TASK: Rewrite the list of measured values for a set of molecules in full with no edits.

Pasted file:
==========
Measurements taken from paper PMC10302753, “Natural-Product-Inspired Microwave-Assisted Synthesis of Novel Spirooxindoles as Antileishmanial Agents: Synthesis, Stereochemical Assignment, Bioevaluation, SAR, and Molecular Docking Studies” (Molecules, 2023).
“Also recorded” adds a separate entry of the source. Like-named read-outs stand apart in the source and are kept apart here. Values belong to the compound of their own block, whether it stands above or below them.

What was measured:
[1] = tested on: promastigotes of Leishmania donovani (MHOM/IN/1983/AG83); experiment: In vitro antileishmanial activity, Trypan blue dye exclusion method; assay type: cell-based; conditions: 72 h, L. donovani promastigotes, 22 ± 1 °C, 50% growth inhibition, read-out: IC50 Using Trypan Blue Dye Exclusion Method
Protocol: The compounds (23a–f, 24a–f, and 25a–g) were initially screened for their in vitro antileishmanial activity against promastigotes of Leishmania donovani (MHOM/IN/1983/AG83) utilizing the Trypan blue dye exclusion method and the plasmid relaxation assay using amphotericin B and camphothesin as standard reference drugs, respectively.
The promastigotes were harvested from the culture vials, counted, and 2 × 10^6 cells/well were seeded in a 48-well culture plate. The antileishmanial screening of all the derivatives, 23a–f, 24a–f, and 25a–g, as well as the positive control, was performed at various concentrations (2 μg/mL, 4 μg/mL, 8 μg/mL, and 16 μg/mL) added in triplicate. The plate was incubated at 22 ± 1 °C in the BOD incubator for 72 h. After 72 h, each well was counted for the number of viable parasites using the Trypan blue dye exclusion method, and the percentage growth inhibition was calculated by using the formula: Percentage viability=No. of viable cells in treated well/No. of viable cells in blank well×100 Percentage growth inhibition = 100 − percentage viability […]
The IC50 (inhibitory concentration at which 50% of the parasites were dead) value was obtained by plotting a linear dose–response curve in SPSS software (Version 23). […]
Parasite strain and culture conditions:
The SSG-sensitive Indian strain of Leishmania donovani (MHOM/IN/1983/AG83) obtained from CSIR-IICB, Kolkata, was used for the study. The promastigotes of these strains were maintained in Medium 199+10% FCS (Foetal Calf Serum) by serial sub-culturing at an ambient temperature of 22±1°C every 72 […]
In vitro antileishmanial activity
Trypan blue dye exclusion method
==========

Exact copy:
Measurements taken from paper PMC10302753, “Natural-Product-Inspired Microwave-Assisted Synthesis of Novel Spirooxindoles as Antileishmanial Agents: Synthesis, Stereochemical Assignment, Bioevaluation, SAR, and Molecular Docking Studies” (Molecules, 2023).
“Also recorded” adds a separate entry of the source. Like-named read-outs stand apart in the source and are kept apart here. Values belong to the compound of their own block, whether it stands above or below them.

What was measured:
[1] = tested on: promastigotes of Leishmania donovani (MHOM/IN/1983/AG83); experiment: In vitro antileishmanial activity, Trypan blue dye exclusion method; assay type: cell-based; conditions: 72 h, L. donovani promastigotes, 22 ± 1 °C, 50% growth inhibition, read-out: IC50 Using Trypan Blue Dye Exclusion Method
Protocol: The compounds (23a–f, 24a–f, and 25a–g) were initially screened for their in vitro antileishmanial activity against promastigotes of Leishmania donovani (MHOM/IN/1983/AG83) utilizing the Trypan blue dye exclusion method and the plasmid relaxation assay using amphotericin B and camphothesin as standard reference drugs, respectively.
The promastigotes were harvested from the culture vials, counted, and 2 × 10^6 cells/well were seeded in a 48-well culture plate. The antileishmanial screening of all the derivatives, 23a–f, 24a–f, and 25a–g, as well as the positive control, was performed at various concentrations (2 μg/mL, 4 μg/mL, 8 μg/mL, and 16 μg/mL) added in triplicate. The plate was incubated at 22 ± 1 °C in the BOD incubator for 72 h. After 72 h, each well was counted for the number of viable parasites using the Trypan blue dye exclusion method, and the percentage growth inhibition was calculated by using the formula: Percentage viability=No. of viable cells in treated well/No. of viable cells in blank well×100 Percentage growth inhibition = 100 − percentage viability […]
The IC50 (inhibitory concentration at which 50% of the parasites were dead) value was obtained by plotting a linear dose–response curve in SPSS software (Version 23). […]
Parasite strain and culture conditions:
The SSG-sensitive Indian strain of Leishmania donovani (MHOM/IN/1983/AG83) obtained from CSIR-IICB, Kolkata, was used for the study. The promastigotes of these strains were maintained in Medium 199+10% FCS (Foetal Calf Serum) by serial sub-culturing at an ambient temperature of 22±1°C every 72 […]
In vitro antileishmanial activity
Trypan blue dye exclusion method